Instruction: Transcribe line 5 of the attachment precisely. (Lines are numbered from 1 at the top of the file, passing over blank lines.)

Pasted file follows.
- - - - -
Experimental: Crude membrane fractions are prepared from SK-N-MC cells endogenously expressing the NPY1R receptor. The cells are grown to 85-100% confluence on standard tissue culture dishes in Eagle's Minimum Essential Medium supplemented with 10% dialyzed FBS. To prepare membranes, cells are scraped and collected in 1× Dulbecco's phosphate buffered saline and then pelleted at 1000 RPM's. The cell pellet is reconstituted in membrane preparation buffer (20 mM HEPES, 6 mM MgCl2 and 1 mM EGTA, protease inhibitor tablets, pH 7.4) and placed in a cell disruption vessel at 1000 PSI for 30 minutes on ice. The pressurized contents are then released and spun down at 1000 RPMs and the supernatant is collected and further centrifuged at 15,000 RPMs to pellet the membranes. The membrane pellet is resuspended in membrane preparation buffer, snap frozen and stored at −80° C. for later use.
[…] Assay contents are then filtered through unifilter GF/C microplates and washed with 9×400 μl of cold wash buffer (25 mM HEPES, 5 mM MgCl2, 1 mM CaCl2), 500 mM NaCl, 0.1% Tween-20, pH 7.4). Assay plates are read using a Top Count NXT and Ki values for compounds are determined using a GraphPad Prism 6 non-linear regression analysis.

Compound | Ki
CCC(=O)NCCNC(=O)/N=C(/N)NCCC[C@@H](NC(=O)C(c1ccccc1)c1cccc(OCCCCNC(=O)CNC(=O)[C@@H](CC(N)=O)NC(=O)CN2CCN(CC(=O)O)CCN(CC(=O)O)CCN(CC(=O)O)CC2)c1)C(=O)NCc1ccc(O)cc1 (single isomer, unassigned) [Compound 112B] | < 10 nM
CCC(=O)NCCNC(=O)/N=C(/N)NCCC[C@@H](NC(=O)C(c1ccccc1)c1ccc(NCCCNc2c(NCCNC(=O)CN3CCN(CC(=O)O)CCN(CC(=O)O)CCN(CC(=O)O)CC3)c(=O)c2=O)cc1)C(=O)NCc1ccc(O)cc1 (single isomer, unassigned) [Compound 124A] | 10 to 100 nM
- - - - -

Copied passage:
CCC(=O)NCCNC(=O)/N=C(/N)NCCC[C@@H](NC(=O)C(c1ccccc1)c1ccc(NCCCNc2c(NCCNC(=O)CN3CCN(CC(=O)O)CCN(CC(=O)O)CCN(CC(=O)O)CC3)c(=O)c2=O)cc1)C(=O)NCc1ccc(O)cc1 (single isomer, unassigned) [Compound 124A] | 10 to 100 nM